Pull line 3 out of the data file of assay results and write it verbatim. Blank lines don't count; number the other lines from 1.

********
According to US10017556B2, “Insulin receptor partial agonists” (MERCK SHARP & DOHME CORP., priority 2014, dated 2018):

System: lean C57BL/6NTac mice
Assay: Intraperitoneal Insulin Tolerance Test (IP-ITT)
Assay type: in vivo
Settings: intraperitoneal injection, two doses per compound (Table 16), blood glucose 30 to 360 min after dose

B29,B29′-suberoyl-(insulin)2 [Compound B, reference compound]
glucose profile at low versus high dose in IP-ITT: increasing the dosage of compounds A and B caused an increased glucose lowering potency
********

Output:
Assay: Intraperitoneal Insulin Tolerance Test (IP-ITT)